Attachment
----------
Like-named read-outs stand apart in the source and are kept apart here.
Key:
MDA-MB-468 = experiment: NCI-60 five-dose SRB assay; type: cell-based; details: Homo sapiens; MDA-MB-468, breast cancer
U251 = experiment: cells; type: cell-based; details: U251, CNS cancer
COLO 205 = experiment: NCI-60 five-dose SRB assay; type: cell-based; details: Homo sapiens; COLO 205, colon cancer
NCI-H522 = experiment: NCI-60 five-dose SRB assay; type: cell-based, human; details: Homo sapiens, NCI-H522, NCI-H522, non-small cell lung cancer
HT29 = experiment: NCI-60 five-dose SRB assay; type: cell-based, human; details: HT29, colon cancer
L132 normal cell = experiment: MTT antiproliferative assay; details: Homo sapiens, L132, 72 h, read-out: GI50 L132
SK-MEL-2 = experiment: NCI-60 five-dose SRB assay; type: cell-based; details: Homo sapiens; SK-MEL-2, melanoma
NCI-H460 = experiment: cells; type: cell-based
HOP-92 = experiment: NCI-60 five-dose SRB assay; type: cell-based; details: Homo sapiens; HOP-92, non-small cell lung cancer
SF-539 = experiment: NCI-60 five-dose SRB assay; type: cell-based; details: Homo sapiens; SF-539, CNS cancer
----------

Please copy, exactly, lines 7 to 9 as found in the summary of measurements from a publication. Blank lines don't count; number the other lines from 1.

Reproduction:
HT29 = experiment: NCI-60 five-dose SRB assay; type: cell-based, human; details: HT29, colon cancer
L132 normal cell = experiment: MTT antiproliferative assay; details: Homo sapiens, L132, 72 h, read-out: GI50 L132
SK-MEL-2 = experiment: NCI-60 five-dose SRB assay; type: cell-based; details: Homo sapiens; SK-MEL-2, melanoma